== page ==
A spokesman for a group of residents near a Monterey Park landfill says a recently released study glosses over health problems in the area and that residents will ask for additional monitoring and a follow-up study.
The executive committee of Homeowners to Eliminate Landfill Problems, or HELP, is especially concerned about birth defects and the long-term effects of airborne pollution from the Operating Industries Inc. hazardous-waste site, HELP Chairman Hank Yoshitake said in a recent interview.
"We feel a lot of these reports are made so it will come out clean, and there are glaring points they could not hide," Yoshitake said of the study released last week by the state and county health departments.
Yoshitake said an attorney and an independent health expert are reviewing the study for the residents group, which he said represents 460 families.
The state and county study concluded that the residents suffer more headaches, sore throats and nausea, but no abnormal level of cancer, liver disease, birth defects or other serious health problems. It concluded that none of the health problems could be linked directly to the landfill.
Adults, Children Surveyed
In 1984, health workers surveyed about 1,400 adults and 470 children in Monterey Park and Montebello neighborhoods surrounding the dump. A control group also was polled 10 miles east, in Hacienda Heights.
The study found that there were nine children with birth defects in the neighborhoods surrounding the dump and only one such child in the control neighborhood. That represents 4.2% and 1%, respectively, of the live births in the two areas, the study said. The study discounted one of the nine cases because the family moved to the dump area just one month before delivery.
While the study noted the rate of birth defects statewide is 3% to 5% and called the difference found in the neighborhoods near the dump statistically insignificant, Yoshitake said the residents group is not convinced.
Yoshitake, who lives in Montebello, several hundred feet from the dump, said the residents group will ask the state and county to further study those cases to determine if they are related to the dump and try to identify other children with birth defects who may have been bypassed by the survey.
The number of birth defects "sticks out like a sore thumb in our eyes," he said.
Yoshitake said the residents group suspects that the incidence of birth defects in the area immediately surrounding the dump is higher than in the outlying areas of the study neighborhoods. Yoshitake said every house in the study area--as in the control area--should have been surveyed, instead of every third house.
Kenneth Satin, an epidemiologist with the state Health Department, said there are no plans to further study birth defects in the area surrounding the dump.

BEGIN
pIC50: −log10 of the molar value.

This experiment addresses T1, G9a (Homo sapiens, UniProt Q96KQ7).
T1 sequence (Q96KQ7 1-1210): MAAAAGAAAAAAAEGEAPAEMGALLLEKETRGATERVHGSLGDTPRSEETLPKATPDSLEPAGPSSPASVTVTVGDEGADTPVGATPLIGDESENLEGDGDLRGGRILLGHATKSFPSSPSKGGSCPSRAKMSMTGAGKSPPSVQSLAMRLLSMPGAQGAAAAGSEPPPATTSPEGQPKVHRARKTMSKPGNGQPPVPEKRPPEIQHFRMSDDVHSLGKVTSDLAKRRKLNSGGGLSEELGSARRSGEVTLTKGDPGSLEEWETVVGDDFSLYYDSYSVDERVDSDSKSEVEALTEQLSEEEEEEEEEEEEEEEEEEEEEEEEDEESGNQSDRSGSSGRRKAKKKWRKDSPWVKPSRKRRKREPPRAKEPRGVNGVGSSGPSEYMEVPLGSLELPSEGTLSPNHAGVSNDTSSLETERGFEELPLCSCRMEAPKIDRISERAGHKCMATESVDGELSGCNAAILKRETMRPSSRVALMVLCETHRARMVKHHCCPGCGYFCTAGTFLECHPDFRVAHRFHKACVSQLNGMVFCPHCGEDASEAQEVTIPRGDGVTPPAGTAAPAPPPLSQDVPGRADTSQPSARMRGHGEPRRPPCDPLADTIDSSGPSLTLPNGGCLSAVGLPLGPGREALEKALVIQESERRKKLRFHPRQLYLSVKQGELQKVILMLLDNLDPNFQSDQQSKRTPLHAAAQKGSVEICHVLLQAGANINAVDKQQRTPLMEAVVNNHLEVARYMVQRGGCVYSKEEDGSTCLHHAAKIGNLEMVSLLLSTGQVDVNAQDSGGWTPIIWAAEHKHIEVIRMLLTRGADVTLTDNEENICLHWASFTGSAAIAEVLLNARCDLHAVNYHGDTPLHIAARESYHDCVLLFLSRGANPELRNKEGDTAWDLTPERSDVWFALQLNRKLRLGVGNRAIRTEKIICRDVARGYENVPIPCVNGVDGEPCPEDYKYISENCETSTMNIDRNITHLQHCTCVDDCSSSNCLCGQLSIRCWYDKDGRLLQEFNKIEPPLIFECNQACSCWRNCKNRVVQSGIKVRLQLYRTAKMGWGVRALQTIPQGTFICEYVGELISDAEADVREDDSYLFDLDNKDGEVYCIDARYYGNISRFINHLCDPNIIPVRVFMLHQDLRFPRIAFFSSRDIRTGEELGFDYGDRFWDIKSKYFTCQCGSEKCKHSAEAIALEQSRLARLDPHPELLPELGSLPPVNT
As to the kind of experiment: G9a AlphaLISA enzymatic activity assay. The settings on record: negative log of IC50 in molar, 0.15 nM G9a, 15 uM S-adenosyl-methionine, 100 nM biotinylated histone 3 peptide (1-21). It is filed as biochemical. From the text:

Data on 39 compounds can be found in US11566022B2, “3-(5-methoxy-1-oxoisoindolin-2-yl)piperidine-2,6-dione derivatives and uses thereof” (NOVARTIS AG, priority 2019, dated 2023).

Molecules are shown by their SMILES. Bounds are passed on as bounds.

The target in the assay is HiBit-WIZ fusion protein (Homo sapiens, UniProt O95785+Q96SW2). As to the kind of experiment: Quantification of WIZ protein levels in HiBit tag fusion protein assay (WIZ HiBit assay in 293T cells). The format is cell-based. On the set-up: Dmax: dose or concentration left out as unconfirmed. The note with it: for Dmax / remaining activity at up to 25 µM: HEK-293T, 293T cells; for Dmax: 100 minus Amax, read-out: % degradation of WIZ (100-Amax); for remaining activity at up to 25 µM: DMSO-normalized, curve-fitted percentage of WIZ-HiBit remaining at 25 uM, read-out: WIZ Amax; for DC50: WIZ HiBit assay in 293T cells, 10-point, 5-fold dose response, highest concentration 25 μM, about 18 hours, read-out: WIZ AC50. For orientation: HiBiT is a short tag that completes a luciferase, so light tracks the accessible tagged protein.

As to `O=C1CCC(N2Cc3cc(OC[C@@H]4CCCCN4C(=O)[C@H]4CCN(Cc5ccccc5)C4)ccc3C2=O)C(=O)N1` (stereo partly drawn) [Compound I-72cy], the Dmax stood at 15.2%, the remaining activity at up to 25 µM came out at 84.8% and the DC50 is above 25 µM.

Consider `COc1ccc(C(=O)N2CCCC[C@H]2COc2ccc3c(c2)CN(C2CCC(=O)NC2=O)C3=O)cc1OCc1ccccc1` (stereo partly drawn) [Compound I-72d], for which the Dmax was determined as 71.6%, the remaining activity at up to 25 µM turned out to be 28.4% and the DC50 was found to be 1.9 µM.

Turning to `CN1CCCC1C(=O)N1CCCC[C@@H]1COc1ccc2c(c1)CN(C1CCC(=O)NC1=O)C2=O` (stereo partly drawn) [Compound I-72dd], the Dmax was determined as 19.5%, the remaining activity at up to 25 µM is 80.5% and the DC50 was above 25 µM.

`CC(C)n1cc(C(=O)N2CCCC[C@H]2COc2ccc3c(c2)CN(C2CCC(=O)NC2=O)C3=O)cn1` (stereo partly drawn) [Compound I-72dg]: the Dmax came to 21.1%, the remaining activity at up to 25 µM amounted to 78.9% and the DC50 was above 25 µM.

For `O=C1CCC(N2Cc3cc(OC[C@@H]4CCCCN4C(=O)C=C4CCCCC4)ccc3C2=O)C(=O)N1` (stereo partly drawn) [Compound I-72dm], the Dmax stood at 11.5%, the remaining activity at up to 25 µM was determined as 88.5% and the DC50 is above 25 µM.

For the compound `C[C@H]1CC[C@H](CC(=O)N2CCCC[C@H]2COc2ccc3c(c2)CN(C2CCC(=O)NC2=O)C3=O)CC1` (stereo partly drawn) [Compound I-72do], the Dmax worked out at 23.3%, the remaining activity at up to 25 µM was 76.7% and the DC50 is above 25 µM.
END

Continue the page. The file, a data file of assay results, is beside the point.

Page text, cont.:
"We didn't find any basis for further pursuit of that particular outcome," Satin said. He said that every third house was surveyed because of cost considerations.
The homeowners organization also will ask the state to track the potential effects of air pollution from the dump and establish a hot line so residents can seek medical counsel.
The study concluded that residents living downwind of the site were two to four times more likely to have complained of health problems such as headaches, eye irritations, sore throats, nausea, trouble sleeping and feeling tired.
Breathing contaminated air was the most probable route of exposure because no ground water contamination in the area has been reported, the study said.
An unusually high number of cancer cases was recorded in one of the five study areas--an area of Monterey Park northwest of the landfill--but epidemiologists involved in the study said the landfill probably was not the cause of the disease. Twenty-seven cases of cancer were reported in the area, while 11.7 cases were expected based on findings in the comparison neighborhood.
The study noted that the northwest area was farther from the dump than other study areas and that most chemicals take 10 to 20 years to cause cancer. Most of the residents polled had not lived in the area that long.
Nevertheless, the Los Angeles County-University of Southern California Tumor Registry is verifying those reported cases and will determine if they are related to the dump, Satin said.
A case of liver cancer reported in the study is of interest to residents and health officials because exposure to vinyl chloride, which has been found at the dump, can cause liver cancer. But it is not known if the type of cancer reported is the kind caused by vinyl chloride.
'Take Another Survey'
"The report substantiates what we've been saying all along. That people near the dump have been getting sick," Yoshitake said. "These symptoms (such as headaches and sore throats) could lead to major health problems. We want to keep pressure on the state to come back in 10 years and take another survey."